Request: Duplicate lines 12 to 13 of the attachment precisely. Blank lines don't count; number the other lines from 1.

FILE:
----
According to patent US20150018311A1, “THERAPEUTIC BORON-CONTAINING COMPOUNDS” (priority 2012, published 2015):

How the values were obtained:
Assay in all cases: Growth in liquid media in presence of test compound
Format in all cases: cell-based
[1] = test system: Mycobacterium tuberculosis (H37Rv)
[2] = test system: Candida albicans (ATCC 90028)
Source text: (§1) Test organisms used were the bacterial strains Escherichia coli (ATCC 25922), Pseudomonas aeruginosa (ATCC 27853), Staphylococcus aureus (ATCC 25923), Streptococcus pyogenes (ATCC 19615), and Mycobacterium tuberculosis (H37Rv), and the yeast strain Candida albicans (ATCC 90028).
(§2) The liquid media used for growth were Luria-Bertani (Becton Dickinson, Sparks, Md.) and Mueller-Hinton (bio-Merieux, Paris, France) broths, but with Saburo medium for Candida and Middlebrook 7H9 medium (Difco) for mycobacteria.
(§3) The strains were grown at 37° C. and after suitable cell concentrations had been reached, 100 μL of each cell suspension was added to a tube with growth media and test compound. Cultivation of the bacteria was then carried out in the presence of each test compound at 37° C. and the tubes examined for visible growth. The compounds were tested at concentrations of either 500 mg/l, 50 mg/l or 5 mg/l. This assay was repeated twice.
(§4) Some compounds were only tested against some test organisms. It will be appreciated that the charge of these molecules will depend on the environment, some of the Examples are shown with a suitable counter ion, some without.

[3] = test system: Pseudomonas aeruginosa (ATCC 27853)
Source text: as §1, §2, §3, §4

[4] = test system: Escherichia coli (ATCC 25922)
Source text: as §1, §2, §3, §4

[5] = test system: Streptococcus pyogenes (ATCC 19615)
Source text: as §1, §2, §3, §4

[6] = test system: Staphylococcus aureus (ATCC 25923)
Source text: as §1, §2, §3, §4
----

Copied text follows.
Source text: as §1, §2, §3, §4

[4] = test system: Escherichia coli (ATCC 25922)